voted to authorize the Executive Coun-
                                             Colonel and i\ Irs. Haw plan to make              Application should be made through
 cil to effect a merger with The Associa-
                                             their home in California.                      the respective state Adjutant Generals
 lion of the U. S. Army and to merge
                                                                                            to the Adjutant General, Department of
 this JOURNALwith the Combat Forces
                                                Colonel Lawrence C. i\litcheli retired      the Army for authorization to take the
 Journal. Accordingly,       the Council
                                             for physical disability in \Vashinoton '       annual \Vest Point designation examina-
 promptly began negotiations to make                                             0
                                                    ~                  J



                                             D. G, February the 28th after more             tion. Those making the highest scores
 final arrangements for and to effect the
                                             than 35 years o'f service. For the past        will be appointed cadet candidates and
 merger.
                                             few years Colonel Mitchell has also            will be eligible to take the regular com-
    It has been found impracticable, how-
                                             served in the Career Records Analysis          petitive entrance examination in i\ larch
vrer, to complete the necessary arrange-
                                             Branch, TAGO. Colonel and Mrs. ~Iit-            1954 for entrance in July.                '
 ments satisfactorily by the original tar-
 get date of May the 1st, as was once        chell reside in Falls Church, Virginia.
                                                            ".    ".       ".                  R. I. Guard Unit \Vins Trophy
 anticipated. TIle Council intends to
                                                Colonel Edward B. i\IcCarthy retired                     Five Times
 work out all the arrangements involved
 in the merger in a thorough and busi-       for physical disability at Fort' Devens,
                                                                                               Award of the Eisenhower Trophy for
 nesslike manner and is devotinoo its ef-    i\lass., on February the 28th after more
                                                                                            the fifth consecutive year was made to
 forts toward that end. \\Then those         than 35 years of service. I-lis last assign-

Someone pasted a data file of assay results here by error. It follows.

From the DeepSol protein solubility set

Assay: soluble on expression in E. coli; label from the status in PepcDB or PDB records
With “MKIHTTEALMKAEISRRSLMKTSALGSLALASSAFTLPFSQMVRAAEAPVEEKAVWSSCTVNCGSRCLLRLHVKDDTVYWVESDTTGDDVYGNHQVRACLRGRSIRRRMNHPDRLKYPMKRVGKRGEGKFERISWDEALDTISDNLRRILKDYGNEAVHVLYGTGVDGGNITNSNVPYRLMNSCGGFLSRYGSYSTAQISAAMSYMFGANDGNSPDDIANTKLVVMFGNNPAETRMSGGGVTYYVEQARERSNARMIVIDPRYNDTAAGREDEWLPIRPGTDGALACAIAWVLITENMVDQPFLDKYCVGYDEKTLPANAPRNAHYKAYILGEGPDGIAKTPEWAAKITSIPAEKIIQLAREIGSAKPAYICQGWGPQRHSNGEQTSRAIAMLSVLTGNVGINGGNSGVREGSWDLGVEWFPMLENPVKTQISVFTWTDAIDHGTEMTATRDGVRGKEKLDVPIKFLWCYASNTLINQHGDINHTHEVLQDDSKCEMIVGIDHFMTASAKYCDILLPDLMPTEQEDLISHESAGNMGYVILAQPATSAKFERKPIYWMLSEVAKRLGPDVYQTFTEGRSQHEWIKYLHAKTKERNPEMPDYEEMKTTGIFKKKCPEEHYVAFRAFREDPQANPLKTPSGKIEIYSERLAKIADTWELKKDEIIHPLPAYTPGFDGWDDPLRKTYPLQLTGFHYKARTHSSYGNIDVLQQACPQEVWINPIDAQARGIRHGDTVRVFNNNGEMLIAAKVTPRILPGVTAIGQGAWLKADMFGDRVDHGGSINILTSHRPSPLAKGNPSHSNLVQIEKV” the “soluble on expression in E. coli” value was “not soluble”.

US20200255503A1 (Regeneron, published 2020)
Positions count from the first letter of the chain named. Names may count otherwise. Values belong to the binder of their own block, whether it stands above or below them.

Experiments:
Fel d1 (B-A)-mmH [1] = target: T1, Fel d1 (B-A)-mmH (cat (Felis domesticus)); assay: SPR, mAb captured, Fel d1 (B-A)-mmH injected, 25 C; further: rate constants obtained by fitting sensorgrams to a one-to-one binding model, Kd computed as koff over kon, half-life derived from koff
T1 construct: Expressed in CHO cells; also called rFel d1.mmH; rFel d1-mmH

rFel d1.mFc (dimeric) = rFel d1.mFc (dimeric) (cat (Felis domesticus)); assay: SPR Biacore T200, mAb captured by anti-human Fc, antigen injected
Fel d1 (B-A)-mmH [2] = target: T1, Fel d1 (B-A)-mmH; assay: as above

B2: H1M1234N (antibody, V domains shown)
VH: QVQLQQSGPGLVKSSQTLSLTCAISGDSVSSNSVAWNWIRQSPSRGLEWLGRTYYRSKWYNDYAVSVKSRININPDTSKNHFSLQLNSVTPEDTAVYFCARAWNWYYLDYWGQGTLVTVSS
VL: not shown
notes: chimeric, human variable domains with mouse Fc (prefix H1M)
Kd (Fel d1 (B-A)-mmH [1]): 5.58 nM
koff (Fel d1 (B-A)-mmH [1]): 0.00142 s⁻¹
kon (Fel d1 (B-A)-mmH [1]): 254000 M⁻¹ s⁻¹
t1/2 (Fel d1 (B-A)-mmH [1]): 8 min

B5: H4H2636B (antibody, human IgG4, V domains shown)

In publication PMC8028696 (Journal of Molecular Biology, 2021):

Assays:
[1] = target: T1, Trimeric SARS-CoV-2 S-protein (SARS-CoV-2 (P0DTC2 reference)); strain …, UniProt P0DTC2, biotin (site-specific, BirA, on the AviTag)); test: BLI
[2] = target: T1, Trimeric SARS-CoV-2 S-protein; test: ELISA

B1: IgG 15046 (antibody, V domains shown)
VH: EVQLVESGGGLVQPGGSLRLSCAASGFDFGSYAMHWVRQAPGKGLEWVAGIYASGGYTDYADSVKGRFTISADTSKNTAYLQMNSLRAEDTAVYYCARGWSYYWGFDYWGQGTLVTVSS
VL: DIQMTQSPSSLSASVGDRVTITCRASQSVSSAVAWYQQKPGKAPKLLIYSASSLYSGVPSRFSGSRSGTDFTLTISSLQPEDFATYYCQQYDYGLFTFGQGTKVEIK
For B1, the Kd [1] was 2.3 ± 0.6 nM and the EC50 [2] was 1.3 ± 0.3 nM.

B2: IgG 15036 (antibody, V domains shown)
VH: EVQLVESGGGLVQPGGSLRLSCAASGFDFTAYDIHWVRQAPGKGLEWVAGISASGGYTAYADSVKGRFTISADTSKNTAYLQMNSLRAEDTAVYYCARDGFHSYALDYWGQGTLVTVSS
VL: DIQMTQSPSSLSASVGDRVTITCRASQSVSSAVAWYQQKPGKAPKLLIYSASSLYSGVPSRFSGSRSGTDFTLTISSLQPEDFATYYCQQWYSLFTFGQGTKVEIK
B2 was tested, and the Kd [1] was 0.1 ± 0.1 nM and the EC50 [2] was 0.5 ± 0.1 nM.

Battery C, 243rd AAA Gun Battalion '
                                                                                                  ,
 arrangements     are agreed upon, the       ment was as the Post Executiye. Colonel
                                             and Mrs. McCarthy are residing in              commanded by Capt. Cortland Clarke,
 merger date will be fixed and an-
                                             \Vellesley, Mass.                              Rhode Island National Guard.       The
 nounced.
    i\leanwhile we continue to publish
                                                            ..    ".       ".               unit, in Bristol, R. I., has been rec-
 the ANTIAIRCRAFTJOURNAL and carry              Colonel Volney \V. \Vortman will re-        ognized as outstanding every year since
 on other Association operations in our      tire for age in Washington, D. C., on          the award's inception in 1948.
                                                                                                                       ".
 normal procedure until the arrange-         April the 30th after more than 35 years                       ".    ".



 ments are completed.                        of service. He has also served for the            The Chief of the National Guard Bu-
                                             past two years in the Career Records           reau has recently announced the follow-
                                             Analysis Branch, T AGO.
                                                            ..    ".       ".
                                                                                            ing trophy winners: